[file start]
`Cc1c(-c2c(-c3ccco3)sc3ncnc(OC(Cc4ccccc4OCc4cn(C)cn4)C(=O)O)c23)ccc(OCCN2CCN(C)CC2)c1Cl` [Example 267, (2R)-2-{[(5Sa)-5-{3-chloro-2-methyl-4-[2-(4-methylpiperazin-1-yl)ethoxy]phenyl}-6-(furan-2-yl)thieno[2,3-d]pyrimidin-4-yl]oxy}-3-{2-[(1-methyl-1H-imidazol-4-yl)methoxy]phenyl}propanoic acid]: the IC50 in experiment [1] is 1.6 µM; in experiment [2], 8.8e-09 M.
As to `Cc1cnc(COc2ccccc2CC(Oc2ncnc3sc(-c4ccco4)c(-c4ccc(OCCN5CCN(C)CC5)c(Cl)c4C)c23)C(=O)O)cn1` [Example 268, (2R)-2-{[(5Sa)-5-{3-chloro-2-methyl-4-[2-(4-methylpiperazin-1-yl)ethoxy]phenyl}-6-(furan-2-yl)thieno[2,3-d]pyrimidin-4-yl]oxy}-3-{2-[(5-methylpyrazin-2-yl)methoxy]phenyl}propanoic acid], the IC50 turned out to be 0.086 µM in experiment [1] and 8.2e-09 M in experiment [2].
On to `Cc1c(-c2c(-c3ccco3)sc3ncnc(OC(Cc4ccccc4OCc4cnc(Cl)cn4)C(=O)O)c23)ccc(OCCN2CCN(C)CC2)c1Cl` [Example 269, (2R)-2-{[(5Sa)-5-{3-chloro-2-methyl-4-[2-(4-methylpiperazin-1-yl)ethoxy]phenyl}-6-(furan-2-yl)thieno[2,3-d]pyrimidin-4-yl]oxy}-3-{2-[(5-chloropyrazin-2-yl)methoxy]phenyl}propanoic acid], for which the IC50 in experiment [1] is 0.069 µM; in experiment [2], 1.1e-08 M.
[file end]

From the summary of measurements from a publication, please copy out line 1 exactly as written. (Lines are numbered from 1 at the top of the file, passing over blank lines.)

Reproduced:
`Cc1c(-c2c(-c3ccco3)sc3ncnc(OC(Cc4ccccc4OCc4cn(C)cn4)C(=O)O)c23)ccc(OCCN2CCN(C)CC2)c1Cl` [Example 267, (2R)-2-{[(5Sa)-5-{3-chloro-2-methyl-4-[2-(4-methylpiperazin-1-yl)ethoxy]phenyl}-6-(furan-2-yl)thieno[2,3-d]pyrimidin-4-yl]oxy}-3-{2-[(1-methyl-1H-imidazol-4-yl)methoxy]phenyl}propanoic acid]: the IC50 in experiment [1] is 1.6 µM; in experiment [2], 8.8e-09 M.